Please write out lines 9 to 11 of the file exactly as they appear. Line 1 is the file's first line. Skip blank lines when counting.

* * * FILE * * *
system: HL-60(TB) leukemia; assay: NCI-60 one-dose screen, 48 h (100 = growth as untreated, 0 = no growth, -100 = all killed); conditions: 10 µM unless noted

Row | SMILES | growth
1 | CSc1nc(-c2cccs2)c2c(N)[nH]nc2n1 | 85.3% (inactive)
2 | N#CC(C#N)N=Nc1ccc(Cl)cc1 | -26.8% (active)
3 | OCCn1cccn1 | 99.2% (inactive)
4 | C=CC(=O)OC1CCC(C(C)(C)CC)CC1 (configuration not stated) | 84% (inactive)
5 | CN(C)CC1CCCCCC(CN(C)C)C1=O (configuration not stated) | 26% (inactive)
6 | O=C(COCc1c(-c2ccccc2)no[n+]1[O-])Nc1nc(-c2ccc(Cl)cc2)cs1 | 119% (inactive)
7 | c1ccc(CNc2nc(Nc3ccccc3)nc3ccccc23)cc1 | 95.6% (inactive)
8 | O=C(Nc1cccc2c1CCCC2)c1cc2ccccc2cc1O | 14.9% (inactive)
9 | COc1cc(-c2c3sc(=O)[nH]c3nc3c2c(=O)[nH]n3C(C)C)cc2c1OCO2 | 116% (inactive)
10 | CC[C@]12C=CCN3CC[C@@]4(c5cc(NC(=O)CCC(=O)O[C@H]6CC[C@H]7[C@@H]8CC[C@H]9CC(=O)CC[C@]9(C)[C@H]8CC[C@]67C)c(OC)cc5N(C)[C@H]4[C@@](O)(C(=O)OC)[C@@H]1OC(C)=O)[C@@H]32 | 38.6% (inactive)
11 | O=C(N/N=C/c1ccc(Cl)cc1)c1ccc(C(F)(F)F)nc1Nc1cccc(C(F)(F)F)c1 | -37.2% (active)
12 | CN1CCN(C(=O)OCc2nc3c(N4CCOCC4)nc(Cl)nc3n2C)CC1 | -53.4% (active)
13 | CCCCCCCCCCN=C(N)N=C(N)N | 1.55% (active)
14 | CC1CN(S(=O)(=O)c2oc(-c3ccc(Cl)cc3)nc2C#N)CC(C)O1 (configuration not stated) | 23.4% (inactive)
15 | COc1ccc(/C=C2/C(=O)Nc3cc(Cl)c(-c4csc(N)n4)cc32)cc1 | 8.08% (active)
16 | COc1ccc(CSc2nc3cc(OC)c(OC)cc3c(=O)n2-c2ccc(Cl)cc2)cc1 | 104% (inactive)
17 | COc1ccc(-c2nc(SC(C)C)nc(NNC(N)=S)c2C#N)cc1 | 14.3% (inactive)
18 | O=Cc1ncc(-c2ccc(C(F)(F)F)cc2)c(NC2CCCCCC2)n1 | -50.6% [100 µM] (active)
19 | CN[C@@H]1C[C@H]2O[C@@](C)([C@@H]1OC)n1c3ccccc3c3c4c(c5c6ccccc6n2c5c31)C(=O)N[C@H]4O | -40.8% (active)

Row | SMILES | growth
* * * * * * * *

7 | c1ccc(CNc2nc(Nc3ccccc3)nc3ccccc23)cc1 | 95.6% (inactive)
8 | O=C(Nc1cccc2c1CCCC2)c1cc2ccccc2cc1O | 14.9% (inactive)
9 | COc1cc(-c2c3sc(=O)[nH]c3nc3c2c(=O)[nH]n3C(C)C)cc2c1OCO2 | 116% (inactive)